While Atripla uses are primarily for the treatment of HIV and AIDS, the medication can also be used off-label to prevent HIV infection in people exposed to the virus (such as a healthcare worker who comes in contact with a contaminated needle stick). Atripla can either be used alone or with other HIV medications.
Atripla™ (efavirenz, emtricitabine, and tenofovir disoproxil fumarate) is a prescription medication used to treat HIV and AIDS. It contains three different drugs from three different classes of HIV medications.
Acquired Immune Deficiency Syndrome (AIDS) was initially reported in the United States in 1981. Since then, it has become a significant worldwide epidemic. AIDS is caused by the human immunodeficiency virus (HIV). Initially, an HIV infection usually does not cause any obvious symptoms (see HIV Symptoms). However, by killing or damaging cells of the immune system, HIV will eventually begin to progressively destroy the body's ability to fight infections and certain cancers (see AIDS Symptoms).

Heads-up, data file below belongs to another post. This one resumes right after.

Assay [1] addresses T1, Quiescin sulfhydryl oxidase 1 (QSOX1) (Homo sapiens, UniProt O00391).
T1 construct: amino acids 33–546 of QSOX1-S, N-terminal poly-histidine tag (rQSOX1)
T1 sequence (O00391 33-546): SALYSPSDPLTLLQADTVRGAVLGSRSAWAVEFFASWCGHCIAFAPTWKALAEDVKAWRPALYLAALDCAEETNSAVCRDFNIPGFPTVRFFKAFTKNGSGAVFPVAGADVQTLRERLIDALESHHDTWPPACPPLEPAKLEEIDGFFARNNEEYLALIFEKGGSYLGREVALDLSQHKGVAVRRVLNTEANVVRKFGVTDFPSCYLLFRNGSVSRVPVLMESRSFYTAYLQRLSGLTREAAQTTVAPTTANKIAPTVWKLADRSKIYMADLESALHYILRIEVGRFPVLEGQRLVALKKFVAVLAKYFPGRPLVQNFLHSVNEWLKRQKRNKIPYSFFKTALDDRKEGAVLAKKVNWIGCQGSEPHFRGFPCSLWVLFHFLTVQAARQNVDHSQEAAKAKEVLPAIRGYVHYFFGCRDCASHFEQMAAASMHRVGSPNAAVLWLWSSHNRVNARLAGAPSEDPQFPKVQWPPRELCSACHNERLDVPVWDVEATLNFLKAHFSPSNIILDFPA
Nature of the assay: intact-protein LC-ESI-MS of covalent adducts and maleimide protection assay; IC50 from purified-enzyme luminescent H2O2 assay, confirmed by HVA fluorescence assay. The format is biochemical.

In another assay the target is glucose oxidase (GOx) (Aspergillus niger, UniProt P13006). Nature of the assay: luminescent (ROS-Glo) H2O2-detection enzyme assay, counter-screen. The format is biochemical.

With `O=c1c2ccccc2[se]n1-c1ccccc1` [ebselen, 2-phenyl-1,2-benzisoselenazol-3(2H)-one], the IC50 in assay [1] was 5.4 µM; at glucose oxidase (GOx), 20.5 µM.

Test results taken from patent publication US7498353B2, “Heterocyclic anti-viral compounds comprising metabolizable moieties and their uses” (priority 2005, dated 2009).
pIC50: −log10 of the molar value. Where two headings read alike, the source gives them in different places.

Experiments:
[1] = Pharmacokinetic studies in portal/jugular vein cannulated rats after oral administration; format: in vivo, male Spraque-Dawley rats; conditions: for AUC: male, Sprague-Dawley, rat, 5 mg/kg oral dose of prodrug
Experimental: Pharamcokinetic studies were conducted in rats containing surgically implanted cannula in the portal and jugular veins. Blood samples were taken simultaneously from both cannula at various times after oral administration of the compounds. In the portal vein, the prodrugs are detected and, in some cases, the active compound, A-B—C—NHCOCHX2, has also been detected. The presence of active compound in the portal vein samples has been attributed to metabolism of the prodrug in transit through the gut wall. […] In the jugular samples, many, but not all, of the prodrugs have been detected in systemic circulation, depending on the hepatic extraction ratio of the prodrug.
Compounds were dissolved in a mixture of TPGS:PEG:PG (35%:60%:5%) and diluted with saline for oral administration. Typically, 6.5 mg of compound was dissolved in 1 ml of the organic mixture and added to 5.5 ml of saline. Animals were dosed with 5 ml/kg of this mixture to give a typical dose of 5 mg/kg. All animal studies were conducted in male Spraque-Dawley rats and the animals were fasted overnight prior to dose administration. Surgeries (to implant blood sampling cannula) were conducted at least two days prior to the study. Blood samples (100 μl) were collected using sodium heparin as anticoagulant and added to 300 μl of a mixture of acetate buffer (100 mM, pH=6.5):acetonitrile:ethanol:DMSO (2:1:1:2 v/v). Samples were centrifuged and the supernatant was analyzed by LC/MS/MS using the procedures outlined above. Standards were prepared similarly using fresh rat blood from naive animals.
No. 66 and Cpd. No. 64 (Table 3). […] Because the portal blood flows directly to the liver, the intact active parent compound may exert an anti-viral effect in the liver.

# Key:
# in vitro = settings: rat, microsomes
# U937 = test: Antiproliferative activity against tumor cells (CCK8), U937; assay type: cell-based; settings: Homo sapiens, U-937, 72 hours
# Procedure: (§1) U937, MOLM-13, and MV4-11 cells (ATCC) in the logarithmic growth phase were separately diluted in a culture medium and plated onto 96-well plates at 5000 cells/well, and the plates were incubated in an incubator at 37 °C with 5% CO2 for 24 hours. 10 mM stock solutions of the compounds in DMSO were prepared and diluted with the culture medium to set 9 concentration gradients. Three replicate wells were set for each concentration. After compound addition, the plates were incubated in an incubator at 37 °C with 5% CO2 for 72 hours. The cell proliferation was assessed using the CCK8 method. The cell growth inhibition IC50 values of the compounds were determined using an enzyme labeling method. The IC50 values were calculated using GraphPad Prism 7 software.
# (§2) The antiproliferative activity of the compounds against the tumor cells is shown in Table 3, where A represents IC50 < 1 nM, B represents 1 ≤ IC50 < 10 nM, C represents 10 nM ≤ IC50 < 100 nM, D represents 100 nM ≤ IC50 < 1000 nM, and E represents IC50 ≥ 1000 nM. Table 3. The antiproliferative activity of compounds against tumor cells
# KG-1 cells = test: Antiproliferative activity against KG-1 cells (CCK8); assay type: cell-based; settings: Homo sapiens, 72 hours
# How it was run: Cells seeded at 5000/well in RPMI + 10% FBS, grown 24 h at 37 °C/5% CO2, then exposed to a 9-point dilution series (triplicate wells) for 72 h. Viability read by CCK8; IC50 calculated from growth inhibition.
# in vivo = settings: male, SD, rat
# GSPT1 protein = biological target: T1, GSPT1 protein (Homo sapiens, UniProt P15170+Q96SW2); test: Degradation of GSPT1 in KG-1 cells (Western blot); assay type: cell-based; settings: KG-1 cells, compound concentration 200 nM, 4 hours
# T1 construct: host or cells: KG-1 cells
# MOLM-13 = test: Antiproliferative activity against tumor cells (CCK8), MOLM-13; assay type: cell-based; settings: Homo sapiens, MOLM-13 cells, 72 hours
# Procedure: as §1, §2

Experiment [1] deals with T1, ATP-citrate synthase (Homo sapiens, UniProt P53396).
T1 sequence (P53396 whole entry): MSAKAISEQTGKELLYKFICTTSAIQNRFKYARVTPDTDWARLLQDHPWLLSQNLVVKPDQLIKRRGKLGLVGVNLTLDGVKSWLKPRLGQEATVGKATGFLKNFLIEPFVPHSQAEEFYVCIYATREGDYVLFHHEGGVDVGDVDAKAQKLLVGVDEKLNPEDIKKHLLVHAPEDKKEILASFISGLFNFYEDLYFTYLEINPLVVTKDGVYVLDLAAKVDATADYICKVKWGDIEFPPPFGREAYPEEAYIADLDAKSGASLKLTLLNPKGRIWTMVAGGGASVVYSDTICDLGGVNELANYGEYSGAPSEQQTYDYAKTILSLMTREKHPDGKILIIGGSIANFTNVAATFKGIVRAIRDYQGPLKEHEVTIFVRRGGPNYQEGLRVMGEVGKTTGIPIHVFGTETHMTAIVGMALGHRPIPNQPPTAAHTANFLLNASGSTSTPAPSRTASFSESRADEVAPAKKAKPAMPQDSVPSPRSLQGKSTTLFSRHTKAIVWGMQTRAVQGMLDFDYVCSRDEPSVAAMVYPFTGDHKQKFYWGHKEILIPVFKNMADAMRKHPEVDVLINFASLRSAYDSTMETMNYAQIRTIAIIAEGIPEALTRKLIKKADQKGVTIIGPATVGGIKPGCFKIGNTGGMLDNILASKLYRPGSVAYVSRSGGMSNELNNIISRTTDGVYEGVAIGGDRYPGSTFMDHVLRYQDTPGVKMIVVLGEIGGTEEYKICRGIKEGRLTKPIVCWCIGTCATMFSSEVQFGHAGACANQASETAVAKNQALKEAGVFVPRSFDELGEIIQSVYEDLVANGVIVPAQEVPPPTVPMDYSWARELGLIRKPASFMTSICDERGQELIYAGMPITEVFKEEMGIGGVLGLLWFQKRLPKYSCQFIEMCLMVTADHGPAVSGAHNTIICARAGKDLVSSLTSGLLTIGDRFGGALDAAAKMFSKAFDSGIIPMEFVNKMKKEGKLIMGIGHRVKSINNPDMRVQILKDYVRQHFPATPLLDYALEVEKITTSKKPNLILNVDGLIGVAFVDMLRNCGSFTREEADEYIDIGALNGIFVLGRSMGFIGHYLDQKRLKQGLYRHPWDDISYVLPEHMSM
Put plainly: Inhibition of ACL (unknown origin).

HIV is commonly spread through sexual contact with an infected partner. Transmission also happens through contact with infected blood, which frequently occurs among IV drug users (who share needles or syringes contaminated with blood from someone infected with the virus). Women with HIV can transmit the virus to their babies during pregnancy, birth, or breastfeeding.
Because Atripla contains three different medications, it can be used alone to treat HIV or AIDS, although it can also be combined with other medications.